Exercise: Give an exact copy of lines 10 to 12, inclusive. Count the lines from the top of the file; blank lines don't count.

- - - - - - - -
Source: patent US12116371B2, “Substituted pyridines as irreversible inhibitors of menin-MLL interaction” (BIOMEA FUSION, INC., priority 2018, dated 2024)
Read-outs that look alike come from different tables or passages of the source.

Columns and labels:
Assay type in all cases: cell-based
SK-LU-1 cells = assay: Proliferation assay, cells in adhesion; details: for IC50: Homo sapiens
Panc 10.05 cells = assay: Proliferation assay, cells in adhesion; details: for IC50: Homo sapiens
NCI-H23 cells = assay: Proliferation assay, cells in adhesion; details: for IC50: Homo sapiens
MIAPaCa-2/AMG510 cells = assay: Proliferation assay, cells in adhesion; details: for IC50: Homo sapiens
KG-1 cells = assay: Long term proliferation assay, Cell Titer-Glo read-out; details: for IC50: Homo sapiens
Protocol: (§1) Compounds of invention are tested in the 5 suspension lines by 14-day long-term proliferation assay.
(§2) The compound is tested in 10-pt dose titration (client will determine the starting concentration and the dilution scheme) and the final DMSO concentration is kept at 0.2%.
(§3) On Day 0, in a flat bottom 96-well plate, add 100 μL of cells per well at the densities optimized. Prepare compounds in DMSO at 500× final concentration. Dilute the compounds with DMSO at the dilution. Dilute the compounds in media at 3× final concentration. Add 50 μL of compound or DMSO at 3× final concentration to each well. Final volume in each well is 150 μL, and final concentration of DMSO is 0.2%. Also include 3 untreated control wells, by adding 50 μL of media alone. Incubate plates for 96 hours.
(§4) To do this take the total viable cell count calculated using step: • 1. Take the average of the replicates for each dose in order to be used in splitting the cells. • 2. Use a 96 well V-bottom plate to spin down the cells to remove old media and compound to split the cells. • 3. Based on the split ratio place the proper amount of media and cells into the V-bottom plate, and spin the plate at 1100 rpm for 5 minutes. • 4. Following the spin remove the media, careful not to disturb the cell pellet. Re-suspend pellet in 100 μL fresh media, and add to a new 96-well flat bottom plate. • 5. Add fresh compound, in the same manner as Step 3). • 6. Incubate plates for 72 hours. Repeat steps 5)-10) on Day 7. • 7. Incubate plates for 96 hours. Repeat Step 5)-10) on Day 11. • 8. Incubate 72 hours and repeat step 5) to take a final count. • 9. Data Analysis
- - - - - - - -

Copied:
Protocol: (§1) Compounds of invention are tested in the 5 suspension lines by 14-day long-term proliferation assay.
(§2) The compound is tested in 10-pt dose titration (client will determine the starting concentration and the dilution scheme) and the final DMSO concentration is kept at 0.2%.
(§3) On Day 0, in a flat bottom 96-well plate, add 100 μL of cells per well at the densities optimized. Prepare compounds in DMSO at 500× final concentration. Dilute the compounds with DMSO at the dilution. Dilute the compounds in media at 3× final concentration. Add 50 μL of compound or DMSO at 3× final concentration to each well. Final volume in each well is 150 μL, and final concentration of DMSO is 0.2%. Also include 3 untreated control wells, by adding 50 μL of media alone. Incubate plates for 96 hours.